Biscotti said...

I just found your blog. I like it. A lot. And I don't follow many blogs. Carbonara is comfort in a bowl. Pretty much any pasta in a big ol bowl is happiness, che no? Spaghetti carbonara is one of my favorite comfort foods. I'm a pancetta girl, but when the craving hits and I have bacon? Done. This is not the time for being a purist. I think I'm a lot like your Mom. My children have long since moved away (taking their love of food beat into them by their crazy always hungry, always cooking mother with them), but I still go through periods of macaroni & cheese or mashed potatoes and spaghetti carbonara cravings. Once a week sometimes does not satisfy the craving. I think it's just the desire for simple comfort that your Mom sought -- to ingest and give to her little ones. You must have great food a la love memories. Food is everything. Food is love. You are lucky. Looking forward to future posts. :)

Nayna said...

/random, Adi used to mention fabada a lot. I have never cooked nor tried it, and the way he talked about it, fabada seemed like a homey, memory laden therefore rather intimidating dish :D

carbonara has a special place in my heart for the reason that it's so simple to make and very satisfying. it's what i usually make for myself when i'm in the middle of a very interesting book and can't be bothered to fuss. god bless bacon, good reads and rainy evenings for one's self :)

Les rêves d'une boulangère (Brittany) said...

That's so interesting that your Mum would cook the same dish over and over to perfect it. What a great cooking ethic. As for your dish, it looks splendid. I love carbonara so much!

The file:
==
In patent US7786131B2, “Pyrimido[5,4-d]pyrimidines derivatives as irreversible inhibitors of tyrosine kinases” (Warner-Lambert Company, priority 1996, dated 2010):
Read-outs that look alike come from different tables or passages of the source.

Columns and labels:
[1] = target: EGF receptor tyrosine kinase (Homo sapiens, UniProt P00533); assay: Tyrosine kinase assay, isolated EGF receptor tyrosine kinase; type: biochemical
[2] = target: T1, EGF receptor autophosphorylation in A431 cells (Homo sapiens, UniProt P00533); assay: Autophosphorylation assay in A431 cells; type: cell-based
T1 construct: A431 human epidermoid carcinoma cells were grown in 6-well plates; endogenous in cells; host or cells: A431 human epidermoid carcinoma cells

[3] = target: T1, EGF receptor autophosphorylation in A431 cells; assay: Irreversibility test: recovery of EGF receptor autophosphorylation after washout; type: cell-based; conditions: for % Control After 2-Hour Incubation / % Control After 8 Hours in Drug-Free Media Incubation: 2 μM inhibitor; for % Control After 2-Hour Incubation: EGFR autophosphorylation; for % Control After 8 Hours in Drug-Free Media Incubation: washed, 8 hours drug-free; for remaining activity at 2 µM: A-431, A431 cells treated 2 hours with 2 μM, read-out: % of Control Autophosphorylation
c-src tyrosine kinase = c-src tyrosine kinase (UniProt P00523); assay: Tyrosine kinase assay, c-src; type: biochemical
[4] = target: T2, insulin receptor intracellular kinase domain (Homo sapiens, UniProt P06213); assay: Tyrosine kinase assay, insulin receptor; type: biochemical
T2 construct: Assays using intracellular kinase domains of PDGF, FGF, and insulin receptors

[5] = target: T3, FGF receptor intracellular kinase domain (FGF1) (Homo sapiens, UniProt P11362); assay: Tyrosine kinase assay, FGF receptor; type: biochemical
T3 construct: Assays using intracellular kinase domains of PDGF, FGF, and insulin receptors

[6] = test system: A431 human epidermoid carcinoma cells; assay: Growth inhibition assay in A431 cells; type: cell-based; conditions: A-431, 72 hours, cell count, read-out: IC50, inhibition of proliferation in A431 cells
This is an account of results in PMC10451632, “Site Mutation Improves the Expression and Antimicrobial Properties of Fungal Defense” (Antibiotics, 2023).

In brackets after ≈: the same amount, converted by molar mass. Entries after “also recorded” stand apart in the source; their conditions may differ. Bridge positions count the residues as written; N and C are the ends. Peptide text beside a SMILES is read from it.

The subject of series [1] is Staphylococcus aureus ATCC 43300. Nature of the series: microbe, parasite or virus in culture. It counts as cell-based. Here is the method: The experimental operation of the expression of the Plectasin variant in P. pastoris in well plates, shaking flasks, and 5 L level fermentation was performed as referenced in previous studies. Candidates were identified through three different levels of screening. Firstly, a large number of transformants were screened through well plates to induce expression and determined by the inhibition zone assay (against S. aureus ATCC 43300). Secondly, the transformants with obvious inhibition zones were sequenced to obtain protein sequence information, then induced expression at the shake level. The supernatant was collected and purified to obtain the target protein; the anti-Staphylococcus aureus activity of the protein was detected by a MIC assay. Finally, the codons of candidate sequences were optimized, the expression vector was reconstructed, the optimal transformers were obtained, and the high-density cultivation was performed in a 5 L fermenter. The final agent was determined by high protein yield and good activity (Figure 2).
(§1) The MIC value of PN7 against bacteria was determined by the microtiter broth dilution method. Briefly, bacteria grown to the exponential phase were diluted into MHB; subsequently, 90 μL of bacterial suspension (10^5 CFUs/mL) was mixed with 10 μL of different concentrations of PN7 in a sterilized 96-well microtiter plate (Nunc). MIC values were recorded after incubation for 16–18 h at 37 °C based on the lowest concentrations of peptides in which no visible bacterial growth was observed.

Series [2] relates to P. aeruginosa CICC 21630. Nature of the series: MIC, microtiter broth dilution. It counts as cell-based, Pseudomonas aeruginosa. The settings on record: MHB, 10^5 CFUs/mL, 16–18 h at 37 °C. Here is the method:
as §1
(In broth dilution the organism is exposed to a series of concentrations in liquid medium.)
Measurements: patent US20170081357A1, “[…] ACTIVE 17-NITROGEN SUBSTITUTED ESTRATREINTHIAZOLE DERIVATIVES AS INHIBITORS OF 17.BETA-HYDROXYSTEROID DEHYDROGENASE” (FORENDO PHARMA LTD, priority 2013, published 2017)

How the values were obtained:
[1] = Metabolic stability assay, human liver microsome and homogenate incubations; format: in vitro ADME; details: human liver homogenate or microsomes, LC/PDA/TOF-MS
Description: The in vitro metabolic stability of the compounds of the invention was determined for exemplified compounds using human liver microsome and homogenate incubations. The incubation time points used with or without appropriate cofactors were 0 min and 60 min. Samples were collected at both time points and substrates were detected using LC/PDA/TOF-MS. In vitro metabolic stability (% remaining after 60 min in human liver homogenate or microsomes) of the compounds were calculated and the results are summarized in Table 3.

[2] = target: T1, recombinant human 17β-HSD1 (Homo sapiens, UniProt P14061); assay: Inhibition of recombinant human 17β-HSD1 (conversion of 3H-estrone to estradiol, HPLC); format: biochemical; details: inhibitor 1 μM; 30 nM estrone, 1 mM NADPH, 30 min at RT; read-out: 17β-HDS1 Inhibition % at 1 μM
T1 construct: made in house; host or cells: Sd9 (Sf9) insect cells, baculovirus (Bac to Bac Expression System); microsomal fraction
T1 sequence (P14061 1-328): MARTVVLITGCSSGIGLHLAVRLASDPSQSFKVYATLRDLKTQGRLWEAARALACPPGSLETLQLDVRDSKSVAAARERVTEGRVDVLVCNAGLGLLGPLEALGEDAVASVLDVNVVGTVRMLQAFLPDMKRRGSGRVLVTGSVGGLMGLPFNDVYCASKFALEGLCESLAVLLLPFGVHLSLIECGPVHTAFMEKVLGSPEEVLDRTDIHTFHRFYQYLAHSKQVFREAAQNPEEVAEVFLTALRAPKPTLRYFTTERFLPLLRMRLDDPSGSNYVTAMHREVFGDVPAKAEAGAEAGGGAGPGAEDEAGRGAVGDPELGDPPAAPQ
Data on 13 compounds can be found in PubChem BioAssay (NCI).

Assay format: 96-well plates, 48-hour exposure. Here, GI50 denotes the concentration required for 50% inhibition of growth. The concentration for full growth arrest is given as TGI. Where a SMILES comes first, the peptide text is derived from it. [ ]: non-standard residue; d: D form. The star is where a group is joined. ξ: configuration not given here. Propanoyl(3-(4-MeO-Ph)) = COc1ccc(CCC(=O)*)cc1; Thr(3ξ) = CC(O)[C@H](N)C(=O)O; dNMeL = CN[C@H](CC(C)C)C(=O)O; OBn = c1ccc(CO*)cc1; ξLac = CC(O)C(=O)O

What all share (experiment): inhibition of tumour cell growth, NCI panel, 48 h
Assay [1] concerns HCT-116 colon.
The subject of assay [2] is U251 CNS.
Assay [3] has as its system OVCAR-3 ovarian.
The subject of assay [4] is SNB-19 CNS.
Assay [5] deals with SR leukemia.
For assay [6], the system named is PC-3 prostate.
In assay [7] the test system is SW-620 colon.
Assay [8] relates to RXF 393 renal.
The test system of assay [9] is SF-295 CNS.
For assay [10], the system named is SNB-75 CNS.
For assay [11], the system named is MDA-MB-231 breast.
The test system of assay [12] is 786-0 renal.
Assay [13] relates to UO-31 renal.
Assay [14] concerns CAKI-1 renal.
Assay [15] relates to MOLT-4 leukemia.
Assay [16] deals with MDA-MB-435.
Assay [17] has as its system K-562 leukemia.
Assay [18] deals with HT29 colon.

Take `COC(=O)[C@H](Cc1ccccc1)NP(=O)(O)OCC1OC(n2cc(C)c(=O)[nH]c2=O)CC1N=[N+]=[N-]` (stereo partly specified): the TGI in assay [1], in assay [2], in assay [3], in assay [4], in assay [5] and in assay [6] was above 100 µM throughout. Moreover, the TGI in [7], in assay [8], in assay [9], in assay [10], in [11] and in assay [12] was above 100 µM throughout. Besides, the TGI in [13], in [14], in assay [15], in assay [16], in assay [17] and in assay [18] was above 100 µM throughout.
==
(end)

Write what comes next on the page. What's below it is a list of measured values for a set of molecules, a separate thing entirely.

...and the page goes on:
katiez said...

It's been ages since I've made Carbonara.... It's time. I enjoy cooking just for me, too.... Sometimes it's nice not to have to consider another person LOL

ChichaJo said...

Hi Junglefrog! Thank you! That’s like my mom’s mom…she can’t cook but can sew up a storm :)

Hi Ricekernel! So glad to hear you are enjoying my site :)

Hi Weekend Gourmet! These are the same things I want to do for my daughter :) Since I learned to cook for myself, it is actually harder for me to make large “family-style” portions – that is a skill I have to learn!

Thanks Miri!

Hi Iyor! I had to laugh when I read your comment! Heehee :) I must confess I am sometimes guilty of always ordering my favorite dish at a restaurant…maybe that’s why I never really minded my mom cooking the same thing over and over!

Hi Biscotti! Thank you for stopping by and so happy you liked the post :) And if I had guanciale even better, but yes bacon will do when you’re craving! Yes, food+love memories are the best :)

Hi Nayna! Oh how Adi and I would fight over the Fabada leftovers…in a bowl with rice (I’m sure the Spanish would faint in horror!) and olive oil and vinegar, all we needed was a spoon and a good book…my goodness, how similar to you carbonara memory huh? I can see why you and Adi get along! “god bless bacon, good reads and rainy evenings for one's self” <-- He would totally agree…and so do I :)

Hi Brittany! She has taught me a lot…both about food and about life :)

Hi Katiez! It is definitely lovely to cook solely for one’s own pleasure…I couldn’t recommend it more!

Shalum said...

Oooh. I'm the tomato sauce girl so, this wouldn't be my first choice. But a really good Carbonara is a ruby in the rough (at least for me). So many people add odd stuff in their white sauce, it turns me off. I hope to try this recipe, sounds good! Thanks for sharing!

Anne said...

my family loves carbonara, can't wait to try this recipe :)

Midge said...